Roman Mythology

The Classical Gods of the Roman Empire...


Roman Crossroads God

Picture of the Roman Crossroads God Janus from our Roman mythology image library. Illustration by Chas Saunders.

Forward-looking God of Change

Some gods really are two-faced. His Roman noses pointing in opposite directions, JANUS symbolizes the process of change — gazing backwards at the recent past while staring intently into the new improved future.

He tends to lurk in doorways, hovering on the threshold but unable to step forward or back. His role is merely to point the way. Just the thing if you are on the cusp of a life-changing decision.

Talking of doorways, JANUS did manage to make a move at least once — he got romantically involved with Carna, one of the Nymphs, and made her the Goddess of Door Hinges. We know not why.

His biggest job is getting us from one year to the next, which is why Janus has the whole month of January named after him. He is responsible for the wistful feelings of nostalgia everyone gets as the year ends — and may even inspire some of your more optimistic new year resolutions.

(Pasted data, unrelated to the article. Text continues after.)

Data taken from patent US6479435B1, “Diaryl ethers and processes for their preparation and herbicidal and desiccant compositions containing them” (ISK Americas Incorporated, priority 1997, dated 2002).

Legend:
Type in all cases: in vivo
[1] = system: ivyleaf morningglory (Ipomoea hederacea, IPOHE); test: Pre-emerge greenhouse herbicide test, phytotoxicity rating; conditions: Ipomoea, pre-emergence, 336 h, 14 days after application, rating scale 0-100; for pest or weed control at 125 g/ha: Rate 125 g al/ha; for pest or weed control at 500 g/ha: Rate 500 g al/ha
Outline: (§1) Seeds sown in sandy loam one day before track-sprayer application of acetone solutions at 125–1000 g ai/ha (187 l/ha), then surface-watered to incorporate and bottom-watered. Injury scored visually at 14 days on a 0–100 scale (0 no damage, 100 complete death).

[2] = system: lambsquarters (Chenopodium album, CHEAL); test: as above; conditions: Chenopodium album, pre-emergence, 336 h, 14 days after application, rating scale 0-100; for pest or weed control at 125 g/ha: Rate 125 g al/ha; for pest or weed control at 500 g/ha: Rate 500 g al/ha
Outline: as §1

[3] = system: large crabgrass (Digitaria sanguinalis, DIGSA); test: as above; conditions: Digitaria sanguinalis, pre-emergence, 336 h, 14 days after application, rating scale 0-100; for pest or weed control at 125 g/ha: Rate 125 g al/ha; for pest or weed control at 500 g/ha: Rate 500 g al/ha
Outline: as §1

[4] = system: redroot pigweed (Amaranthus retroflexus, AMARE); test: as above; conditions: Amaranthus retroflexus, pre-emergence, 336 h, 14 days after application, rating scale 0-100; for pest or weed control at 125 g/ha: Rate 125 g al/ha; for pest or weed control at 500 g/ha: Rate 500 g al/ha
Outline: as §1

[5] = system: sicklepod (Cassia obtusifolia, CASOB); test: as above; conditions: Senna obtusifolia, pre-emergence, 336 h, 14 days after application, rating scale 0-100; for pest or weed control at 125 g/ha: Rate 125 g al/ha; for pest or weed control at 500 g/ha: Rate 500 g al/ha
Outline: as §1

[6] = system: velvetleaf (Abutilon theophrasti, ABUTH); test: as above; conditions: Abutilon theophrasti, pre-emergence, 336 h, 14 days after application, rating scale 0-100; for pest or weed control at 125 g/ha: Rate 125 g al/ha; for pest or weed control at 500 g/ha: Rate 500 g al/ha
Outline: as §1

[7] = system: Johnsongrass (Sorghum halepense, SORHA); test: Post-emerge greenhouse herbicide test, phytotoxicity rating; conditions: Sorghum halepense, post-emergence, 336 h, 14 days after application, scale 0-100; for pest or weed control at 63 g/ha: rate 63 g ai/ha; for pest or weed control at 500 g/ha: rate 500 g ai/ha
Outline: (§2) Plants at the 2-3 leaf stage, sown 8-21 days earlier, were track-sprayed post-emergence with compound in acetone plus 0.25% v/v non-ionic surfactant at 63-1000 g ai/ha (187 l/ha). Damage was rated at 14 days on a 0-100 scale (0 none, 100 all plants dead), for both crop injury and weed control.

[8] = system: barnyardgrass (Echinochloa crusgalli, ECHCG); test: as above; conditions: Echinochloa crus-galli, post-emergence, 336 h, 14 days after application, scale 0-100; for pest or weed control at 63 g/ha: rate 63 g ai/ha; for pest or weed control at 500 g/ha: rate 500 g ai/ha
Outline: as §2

Whether you are contemplating a new job or planning a new world order of evil tyranny, JANUS is the god to point the way. It is always good to have something backwards to look forward to.

Janus Facts and Figures

Name: Janus
Pronunciation: Coming soon
Alternative names:

Gender: Male
Type: God
Celebration or Feast Day: Unknown at present

In charge of: Crossroads
Area of expertise: Crossroads

Good/Evil Rating: Unknown at present
Popularity index: 10043

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Article last revised on September 09, 2018 by Rowan Allen.
Editors: Peter J. Allen, Chas Saunders

References: Coming soon.

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